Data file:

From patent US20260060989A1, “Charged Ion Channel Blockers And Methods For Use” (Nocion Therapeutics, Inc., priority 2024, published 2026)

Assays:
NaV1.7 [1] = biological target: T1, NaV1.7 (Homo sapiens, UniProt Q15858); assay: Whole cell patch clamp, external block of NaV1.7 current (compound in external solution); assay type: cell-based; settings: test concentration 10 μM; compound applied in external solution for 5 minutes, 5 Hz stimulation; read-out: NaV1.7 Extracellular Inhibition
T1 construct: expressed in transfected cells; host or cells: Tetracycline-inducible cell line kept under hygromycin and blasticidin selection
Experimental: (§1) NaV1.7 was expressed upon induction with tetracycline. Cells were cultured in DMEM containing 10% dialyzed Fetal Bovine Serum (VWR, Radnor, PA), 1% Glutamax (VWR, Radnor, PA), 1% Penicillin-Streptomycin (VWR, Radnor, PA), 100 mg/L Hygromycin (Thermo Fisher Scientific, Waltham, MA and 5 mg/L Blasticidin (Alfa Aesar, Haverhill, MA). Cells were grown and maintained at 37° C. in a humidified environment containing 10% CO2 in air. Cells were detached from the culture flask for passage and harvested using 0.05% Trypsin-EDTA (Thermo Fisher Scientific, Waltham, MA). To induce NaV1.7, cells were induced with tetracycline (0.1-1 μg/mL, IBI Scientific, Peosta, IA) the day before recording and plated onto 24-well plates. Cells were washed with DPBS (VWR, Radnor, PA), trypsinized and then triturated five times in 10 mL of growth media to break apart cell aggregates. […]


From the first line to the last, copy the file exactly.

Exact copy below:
From patent US20260060989A1, “Charged Ion Channel Blockers And Methods For Use” (Nocion Therapeutics, Inc., priority 2024, published 2026)

Assays:
NaV1.7 [1] = biological target: T1, NaV1.7 (Homo sapiens, UniProt Q15858); assay: Whole cell patch clamp, external block of NaV1.7 current (compound in external solution); assay type: cell-based; settings: test concentration 10 μM; compound applied in external solution for 5 minutes, 5 Hz stimulation; read-out: NaV1.7 Extracellular Inhibition
T1 construct: expressed in transfected cells; host or cells: Tetracycline-inducible cell line kept under hygromycin and blasticidin selection
Experimental: (§1) NaV1.7 was expressed upon induction with tetracycline. Cells were cultured in DMEM containing 10% dialyzed Fetal Bovine Serum (VWR, Radnor, PA), 1% Glutamax (VWR, Radnor, PA), 1% Penicillin-Streptomycin (VWR, Radnor, PA), 100 mg/L Hygromycin (Thermo Fisher Scientific, Waltham, MA and 5 mg/L Blasticidin (Alfa Aesar, Haverhill, MA). Cells were grown and maintained at 37° C. in a humidified environment containing 10% CO2 in air. Cells were detached from the culture flask for passage and harvested using 0.05% Trypsin-EDTA (Thermo Fisher Scientific, Waltham, MA). To induce NaV1.7, cells were induced with tetracycline (0.1-1 μg/mL, IBI Scientific, Peosta, IA) the day before recording and plated onto 24-well plates. Cells were washed with DPBS (VWR, Radnor, PA), trypsinized and then triturated five times in 10 mL of growth media to break apart cell aggregates. […]